And then, to top it off, the kids get home, eat dinner, and are washing the dishes and one looks at the other and says, "You remember this afternoon when those guys were chasing us and that lady saved us?" LIKE YOU COULD FORGET! Sheesh. A real live kid would have said, "You think she died?" And the other would have known exactly what she was talking about. They would have been reliving that moment--she gets hit by a blow dart and falls, and they jump off a cliff--over and over with a mixture of disbelief and horror.

A couple of chapters later, the author tries to make me believe that the excitement of the last day of school--which he portrays as boring to the protagonists--completely drove that whole adventure out of their minds. Right.

Another example of the author not "getting" brilliant kids? He has the protagonist annoying the health teacher by questioning her lesson (which gifted kids do), but he thinks the kid is doing it just to push the lady's buttons and waste time. While he nailed the dialogue this time, he totally missed the motivations. Most of the really truly genius kids I know do correct people, but motivated entirely by a desire to point out the intellectual errors, or the right way. Not just to be annoying. There are kids who like to just be annoying, but they are usually the bright kids, not the truly gifted ones. Not the ones I've met, anyway.

The other pet peeve that's making the book almost unreadable to me is the parents. In trying to buddy up with and "understand" and "connect" and "speak to" 13 year olds, he spends a LOT of time both openly denigrating parents and making the parents look stupid and worthless. And he goes extra far and makes the dad selfish and rude to the mom, and the mom flaky and rude to the dad. The parents bicker on the page. I'm so SO opposed to teaching kids that parents are dumb and marriage stinks. Especially since in this story, it serves no discernible purpose--it doesn't further the story at all. It's just a device, poorly applied, that is actually damaging. We want to build up families, not tear them down. I don't think you have to reinforce destructive ideas in order to connect to kids. (But, then again, this guy apparently has never really known a kid, so maybe he thinks kids actually think that way on purpose, and I guess he has a terrible marriage and thinks it's okay to belittle women--in fact, the women in the book are disappointingly wimpy and embarrassingly stereotyped).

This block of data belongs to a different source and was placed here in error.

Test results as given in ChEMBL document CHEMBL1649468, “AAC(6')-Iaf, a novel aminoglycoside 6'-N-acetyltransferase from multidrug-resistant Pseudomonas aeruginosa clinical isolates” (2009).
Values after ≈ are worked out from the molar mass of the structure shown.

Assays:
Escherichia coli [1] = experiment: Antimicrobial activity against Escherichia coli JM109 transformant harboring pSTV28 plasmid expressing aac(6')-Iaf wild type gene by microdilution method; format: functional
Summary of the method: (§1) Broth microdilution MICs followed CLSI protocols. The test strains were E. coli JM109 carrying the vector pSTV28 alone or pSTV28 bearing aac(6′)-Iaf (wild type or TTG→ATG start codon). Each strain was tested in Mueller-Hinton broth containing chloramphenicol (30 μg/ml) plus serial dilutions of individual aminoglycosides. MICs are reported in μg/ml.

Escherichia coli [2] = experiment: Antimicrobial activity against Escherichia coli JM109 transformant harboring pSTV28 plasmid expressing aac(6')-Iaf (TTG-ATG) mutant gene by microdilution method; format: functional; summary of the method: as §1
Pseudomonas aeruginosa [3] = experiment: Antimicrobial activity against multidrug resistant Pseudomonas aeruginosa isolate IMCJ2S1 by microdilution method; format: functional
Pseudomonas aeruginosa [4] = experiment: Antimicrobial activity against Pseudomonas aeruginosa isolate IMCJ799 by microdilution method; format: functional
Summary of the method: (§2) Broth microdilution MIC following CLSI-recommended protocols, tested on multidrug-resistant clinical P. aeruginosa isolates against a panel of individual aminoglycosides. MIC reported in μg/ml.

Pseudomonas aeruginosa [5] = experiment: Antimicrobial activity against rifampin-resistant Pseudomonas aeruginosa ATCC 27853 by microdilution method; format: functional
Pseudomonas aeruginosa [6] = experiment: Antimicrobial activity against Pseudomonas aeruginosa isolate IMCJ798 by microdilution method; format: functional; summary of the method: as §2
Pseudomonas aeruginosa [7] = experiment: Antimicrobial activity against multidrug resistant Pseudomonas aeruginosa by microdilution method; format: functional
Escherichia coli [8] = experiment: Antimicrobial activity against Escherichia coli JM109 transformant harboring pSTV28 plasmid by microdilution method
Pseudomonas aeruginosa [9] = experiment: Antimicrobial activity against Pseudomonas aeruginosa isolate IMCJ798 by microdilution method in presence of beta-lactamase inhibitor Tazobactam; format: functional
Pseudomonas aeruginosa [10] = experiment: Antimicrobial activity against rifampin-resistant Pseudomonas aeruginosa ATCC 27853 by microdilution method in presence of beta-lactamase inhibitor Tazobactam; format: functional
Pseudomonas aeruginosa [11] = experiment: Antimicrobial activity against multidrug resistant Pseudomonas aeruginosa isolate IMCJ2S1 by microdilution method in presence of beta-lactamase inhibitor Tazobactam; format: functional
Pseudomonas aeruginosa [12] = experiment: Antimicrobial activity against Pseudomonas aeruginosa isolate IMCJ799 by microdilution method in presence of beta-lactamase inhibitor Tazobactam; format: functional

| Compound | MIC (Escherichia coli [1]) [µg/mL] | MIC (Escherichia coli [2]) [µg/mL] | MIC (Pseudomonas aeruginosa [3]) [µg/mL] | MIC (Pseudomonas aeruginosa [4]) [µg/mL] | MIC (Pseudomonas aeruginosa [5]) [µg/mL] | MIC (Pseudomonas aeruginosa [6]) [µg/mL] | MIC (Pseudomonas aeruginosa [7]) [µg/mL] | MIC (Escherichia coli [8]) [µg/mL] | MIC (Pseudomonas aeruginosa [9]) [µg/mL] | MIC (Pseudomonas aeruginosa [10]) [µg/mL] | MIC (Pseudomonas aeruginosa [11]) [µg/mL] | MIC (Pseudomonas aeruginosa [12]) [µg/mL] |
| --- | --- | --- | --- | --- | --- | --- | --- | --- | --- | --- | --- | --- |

He also misses the mom's character. He SAYS she runs a website called "Amazing but True" and spends all her time collecting strange true facts to publish. But the mom doesn't respond to amazing  but true kinds of things the way a real fan of those things does. Another flat character that could be round and interesting.

'Nother one: He writes the story mostly from the kids' point of view, but calls their parents Dr. McDonald and Mrs. McDonald. That's just hard to read. Plus, what kids call their parents that?!

Oh, wait, there's more? Yup. It just goes on and on--he calls the parents "Second generation Hippies" but then paints them as worriers, uptight people, hyper-organized sequentials, inflexible (they're ready to call the cops when their kids are half an hour late coming home from school--they're actually camped on the driveway on chairs waiting for the kids to walk in). He says the dad is a 2nd generation hippie, but the guy is the most stereotypical academic historian ever--the kind of guy who writes the histories the second-gen hippies are constantly pushing to rewrite. Apparently has never met a second generation hippie, either.

Oh, wait, more?  Yeah...I'll stop, though. I could go on and on and on with specific examples (he uses cute little breaking-the-fourth-wall asides. It was funny the first time. The third, not so much. The seventh? Oh, spare me!)

Yeah. So don't bother with the Genius Files. 

But do read the jacket copy. Best part of the book by far!

(And do me a favor--if I ever write those kinds of flaws into my books, please tell me so I can write them back out again! I don't want to be embarrassed.)